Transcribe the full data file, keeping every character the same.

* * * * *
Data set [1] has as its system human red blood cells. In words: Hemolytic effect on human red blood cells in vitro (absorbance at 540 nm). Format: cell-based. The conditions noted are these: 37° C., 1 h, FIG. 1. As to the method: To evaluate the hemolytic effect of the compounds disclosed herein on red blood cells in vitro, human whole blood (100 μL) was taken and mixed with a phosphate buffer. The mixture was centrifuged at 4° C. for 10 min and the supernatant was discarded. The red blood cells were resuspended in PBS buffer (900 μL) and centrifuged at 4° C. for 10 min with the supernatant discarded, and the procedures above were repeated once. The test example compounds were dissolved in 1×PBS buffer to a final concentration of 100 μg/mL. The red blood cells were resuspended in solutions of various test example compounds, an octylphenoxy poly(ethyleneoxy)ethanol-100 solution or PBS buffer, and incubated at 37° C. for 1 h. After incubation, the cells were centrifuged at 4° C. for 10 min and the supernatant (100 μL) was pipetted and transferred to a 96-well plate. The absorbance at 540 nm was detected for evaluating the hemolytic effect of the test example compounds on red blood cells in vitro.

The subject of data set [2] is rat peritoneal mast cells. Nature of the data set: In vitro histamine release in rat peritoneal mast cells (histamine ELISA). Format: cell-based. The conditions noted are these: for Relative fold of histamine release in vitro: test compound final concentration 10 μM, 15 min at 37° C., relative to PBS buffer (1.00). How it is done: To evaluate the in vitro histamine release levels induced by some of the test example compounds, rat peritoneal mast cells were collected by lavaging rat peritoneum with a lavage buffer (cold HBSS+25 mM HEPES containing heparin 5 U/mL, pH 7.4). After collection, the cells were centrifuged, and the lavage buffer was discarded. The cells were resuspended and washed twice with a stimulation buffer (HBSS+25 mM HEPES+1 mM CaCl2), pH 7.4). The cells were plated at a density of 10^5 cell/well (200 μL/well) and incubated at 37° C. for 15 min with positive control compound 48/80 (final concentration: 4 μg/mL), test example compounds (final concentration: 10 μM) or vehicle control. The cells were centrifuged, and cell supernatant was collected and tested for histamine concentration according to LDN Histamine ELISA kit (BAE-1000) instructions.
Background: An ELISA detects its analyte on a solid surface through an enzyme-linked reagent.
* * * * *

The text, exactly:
Data set [1] has as its system human red blood cells. In words: Hemolytic effect on human red blood cells in vitro (absorbance at 540 nm). Format: cell-based. The conditions noted are these: 37° C., 1 h, FIG. 1. As to the method: To evaluate the hemolytic effect of the compounds disclosed herein on red blood cells in vitro, human whole blood (100 μL) was taken and mixed with a phosphate buffer. The mixture was centrifuged at 4° C. for 10 min and the supernatant was discarded. The red blood cells were resuspended in PBS buffer (900 μL) and centrifuged at 4° C. for 10 min with the supernatant discarded, and the procedures above were repeated once. The test example compounds were dissolved in 1×PBS buffer to a final concentration of 100 μg/mL. The red blood cells were resuspended in solutions of various test example compounds, an octylphenoxy poly(ethyleneoxy)ethanol-100 solution or PBS buffer, and incubated at 37° C. for 1 h. After incubation, the cells were centrifuged at 4° C. for 10 min and the supernatant (100 μL) was pipetted and transferred to a 96-well plate. The absorbance at 540 nm was detected for evaluating the hemolytic effect of the test example compounds on red blood cells in vitro.

The subject of data set [2] is rat peritoneal mast cells. Nature of the data set: In vitro histamine release in rat peritoneal mast cells (histamine ELISA). Format: cell-based. The conditions noted are these: for Relative fold of histamine release in vitro: test compound final concentration 10 μM, 15 min at 37° C., relative to PBS buffer (1.00). How it is done: To evaluate the in vitro histamine release levels induced by some of the test example compounds, rat peritoneal mast cells were collected by lavaging rat peritoneum with a lavage buffer (cold HBSS+25 mM HEPES containing heparin 5 U/mL, pH 7.4). After collection, the cells were centrifuged, and the lavage buffer was discarded. The cells were resuspended and washed twice with a stimulation buffer (HBSS+25 mM HEPES+1 mM CaCl2), pH 7.4). The cells were plated at a density of 10^5 cell/well (200 μL/well) and incubated at 37° C. for 15 min with positive control compound 48/80 (final concentration: 4 μg/mL), test example compounds (final concentration: 10 μM) or vehicle control. The cells were centrifuged, and cell supernatant was collected and tested for histamine concentration according to LDN Histamine ELISA kit (BAE-1000) instructions.
Background: An ELISA detects its analyte on a solid surface through an enzyme-linked reagent.